Is the Property Claims model fit for purpose?
In recent years the landscape of the property claims business in Ireland has been hard hit. Insurers outsource the handling of property claims to loss adjusting companies to act on their behalf. Adjusting firms are invited to tender to work on their panel, as one of their outsourced service providers. Over the years the adjusters’ fees were pitted against each other in a battle for volume, and many Insurers only use two loss adjusting firms on their panel. The adjusting firms were expected to do the ‘volume’ business at below cost on the basis of getting their share of the large claims.
With the advent of the Consumer Protection Code and increased compliance and regulation costs, the adjusting firms were expected to shoulder this cost burden. They endure strict auditing by Insurers to ensure all compliance matters are strictly adhered to…within the letter of the law, but not necessarily the spirit of the law.
The increased level of audits produced ever greater levels of compliance, for no additional reward. In addition, Insurers looked for ‘leakage’ which was deemed to be any claim payments which in their view should not have been paid, or were over and above what should have been paid, and this amount was sought as a refund from the fees paid to adjusting firms in question. This has led to ever more caution and fear, undermining loss adjusters’ autonomy, and their delegated authority status, to reach rock bottom settlements, to the detriment of consumers.
Insurers and adjusters in a continuing drive during the recession years to reduce claims costs, tried to use ‘agreed rates’ as a maximum amount per meter/meter squared for various trades e.g. plastering, flooring, decoration etc. Insurers/adjusting firms set up networks of builders who would agree to do work for these ‘agreed rates’ on the basis of promises of large volumes of work that drove economies of scale. Very soon it transpired that whilst the insurers/adjusters were sticking to their ‘agreed rates’ they were not offering the work to their network builders, who were being used to quote to drive the price down but with no intention of getting the work. The network builders, desperate to get work in the post-crash era, soon realised that they were not being offered the work, and in cases where they were, there were items not allowed for in the ‘agreed rates’ that made it uneconomic or impossible for them to do the works at a profit. The network panels fell apart, with contractors not willing to be used by insurers/adjusters in that way. However adjusting firms continue to quote “we have to stick by those rates or it will be deducted as leakage”, or “they’re XYZ Insurers rates, there’s nothing we can do about it”. This is simply anti-competitive, anti-consumer and scandalous market practice.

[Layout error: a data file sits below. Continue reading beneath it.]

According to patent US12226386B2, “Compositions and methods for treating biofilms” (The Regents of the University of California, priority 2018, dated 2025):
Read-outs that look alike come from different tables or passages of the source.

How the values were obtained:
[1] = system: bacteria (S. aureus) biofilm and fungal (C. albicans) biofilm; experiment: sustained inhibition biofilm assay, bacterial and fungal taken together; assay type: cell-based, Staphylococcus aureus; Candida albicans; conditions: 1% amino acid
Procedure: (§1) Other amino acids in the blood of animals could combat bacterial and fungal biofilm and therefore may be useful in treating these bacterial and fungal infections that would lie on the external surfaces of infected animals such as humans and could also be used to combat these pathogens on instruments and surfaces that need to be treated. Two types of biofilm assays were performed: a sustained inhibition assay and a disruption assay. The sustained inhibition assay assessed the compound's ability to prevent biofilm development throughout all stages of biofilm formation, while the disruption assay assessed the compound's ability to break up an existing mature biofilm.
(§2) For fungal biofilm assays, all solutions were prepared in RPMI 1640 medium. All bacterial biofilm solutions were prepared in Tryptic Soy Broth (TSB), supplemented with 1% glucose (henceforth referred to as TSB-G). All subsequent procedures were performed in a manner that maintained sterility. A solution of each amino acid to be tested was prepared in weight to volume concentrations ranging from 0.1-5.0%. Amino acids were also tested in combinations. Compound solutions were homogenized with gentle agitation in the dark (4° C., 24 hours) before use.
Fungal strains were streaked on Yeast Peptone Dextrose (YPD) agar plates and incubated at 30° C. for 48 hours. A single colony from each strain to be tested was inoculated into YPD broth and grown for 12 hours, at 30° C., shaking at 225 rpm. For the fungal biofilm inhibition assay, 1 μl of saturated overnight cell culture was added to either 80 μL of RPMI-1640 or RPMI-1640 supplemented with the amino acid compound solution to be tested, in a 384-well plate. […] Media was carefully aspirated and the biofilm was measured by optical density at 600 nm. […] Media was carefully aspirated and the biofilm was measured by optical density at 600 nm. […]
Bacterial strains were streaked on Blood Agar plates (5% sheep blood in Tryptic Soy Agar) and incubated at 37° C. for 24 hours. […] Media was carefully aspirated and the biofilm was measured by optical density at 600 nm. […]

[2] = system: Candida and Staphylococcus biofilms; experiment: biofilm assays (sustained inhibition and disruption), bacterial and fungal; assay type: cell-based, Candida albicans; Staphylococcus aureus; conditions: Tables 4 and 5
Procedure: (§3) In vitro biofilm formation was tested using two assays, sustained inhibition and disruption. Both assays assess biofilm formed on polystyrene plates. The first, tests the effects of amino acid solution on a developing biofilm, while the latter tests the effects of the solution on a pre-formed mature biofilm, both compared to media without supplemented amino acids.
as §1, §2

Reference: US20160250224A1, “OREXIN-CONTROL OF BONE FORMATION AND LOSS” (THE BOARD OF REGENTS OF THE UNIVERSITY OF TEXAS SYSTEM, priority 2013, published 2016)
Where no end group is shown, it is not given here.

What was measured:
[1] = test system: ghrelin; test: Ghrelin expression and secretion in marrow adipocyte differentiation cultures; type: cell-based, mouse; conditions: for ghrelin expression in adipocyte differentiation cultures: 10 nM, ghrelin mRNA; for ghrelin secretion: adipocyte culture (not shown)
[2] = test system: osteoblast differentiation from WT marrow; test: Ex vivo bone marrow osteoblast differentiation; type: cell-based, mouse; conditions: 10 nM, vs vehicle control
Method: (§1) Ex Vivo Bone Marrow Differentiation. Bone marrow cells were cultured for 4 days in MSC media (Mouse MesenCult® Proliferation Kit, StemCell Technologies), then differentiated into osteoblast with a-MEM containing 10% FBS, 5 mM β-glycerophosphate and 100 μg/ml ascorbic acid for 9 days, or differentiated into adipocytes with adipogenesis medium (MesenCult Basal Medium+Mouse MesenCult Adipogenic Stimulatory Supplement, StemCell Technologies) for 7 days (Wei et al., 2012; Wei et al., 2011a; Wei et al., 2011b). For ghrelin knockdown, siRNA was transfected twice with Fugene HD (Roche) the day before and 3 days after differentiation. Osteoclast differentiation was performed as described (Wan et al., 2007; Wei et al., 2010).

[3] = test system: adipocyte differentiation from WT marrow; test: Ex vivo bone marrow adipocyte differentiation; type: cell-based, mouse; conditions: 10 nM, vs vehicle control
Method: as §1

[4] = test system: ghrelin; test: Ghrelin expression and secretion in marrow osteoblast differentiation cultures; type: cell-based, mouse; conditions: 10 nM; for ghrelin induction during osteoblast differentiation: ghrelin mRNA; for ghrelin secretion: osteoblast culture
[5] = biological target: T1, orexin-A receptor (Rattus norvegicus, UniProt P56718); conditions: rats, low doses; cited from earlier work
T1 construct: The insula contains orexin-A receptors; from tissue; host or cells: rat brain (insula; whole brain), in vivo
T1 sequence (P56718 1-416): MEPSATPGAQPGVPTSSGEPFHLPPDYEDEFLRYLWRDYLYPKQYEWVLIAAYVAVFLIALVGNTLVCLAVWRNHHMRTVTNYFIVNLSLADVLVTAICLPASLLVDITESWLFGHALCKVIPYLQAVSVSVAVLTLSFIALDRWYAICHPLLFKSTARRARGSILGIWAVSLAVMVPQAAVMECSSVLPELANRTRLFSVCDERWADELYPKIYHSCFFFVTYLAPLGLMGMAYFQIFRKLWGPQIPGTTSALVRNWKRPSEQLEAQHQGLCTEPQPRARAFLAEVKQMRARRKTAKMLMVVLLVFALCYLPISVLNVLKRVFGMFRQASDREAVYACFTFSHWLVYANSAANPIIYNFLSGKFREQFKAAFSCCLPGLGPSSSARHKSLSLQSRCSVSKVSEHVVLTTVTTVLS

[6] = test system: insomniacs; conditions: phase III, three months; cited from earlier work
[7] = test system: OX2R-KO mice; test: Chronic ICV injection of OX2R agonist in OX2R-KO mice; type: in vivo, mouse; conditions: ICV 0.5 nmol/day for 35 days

The next blow to adjusting firms came when some insurers took a decision to employ their own in-house loss adjusters or contractors to settle claims directly with policyholders. They engaged some of the most experienced and efficient loss adjusters. This has had two side effects. Firstly, some Insurers began handling more of the medium to large property claims in-house, so the loss adjusting firms on their panel no longer get the larger, more profitable claims and yet are still expected to handle the smaller un-economic claims. Secondly, they undermined the relationship they had with adjusting firms, by cherry-picking their staff (and the best claims) and increasing pressure on their survival. Other experienced adjusters have been made redundant or simply cannot perform to the level required to deliver an effective response. The volume of claims on the remaining adjusters has increased leading to serious declines in service levels, response times and claim life-cycle times.
Far too many claimants are treated with unfair duress and with ‘expert’ interpretation of policy liability in favour of Insurers. As the law reform commission recenlty reported, there are too many instances of cover being unfairly denied for spurious reasons.
Insurers sell the intangible; they promise to make things right when things go wrong. However, in the drive to survive and the short-term focus on cost savings they may have un-intentionally hindered their ability to live up to their promise. Certainly there is no possibility of any semblance of being able to cope in a severe weather event if they are struggling in the current quieter times.
Solvency II may be all about capital adequacy, but what about ‘human capital adequacy’? What about customer service and delivering the promise? The insurance business is all about protecting the consumer. The only way to do that is to employ adequate resources to deliver the promise. Consumer protection should not be in the hands of the Central Bank who are the prudential overseers of financial institutions. Proper consumer advocacy needs to be under a separate agency to the one that regulates the regulated entities. One that can enforce service levels, response times and ensure that the spirit of the insurance promise is lived-up to.
Balcombes Claims Management
“Protecting the Policyholder’s Position”
1800 506 700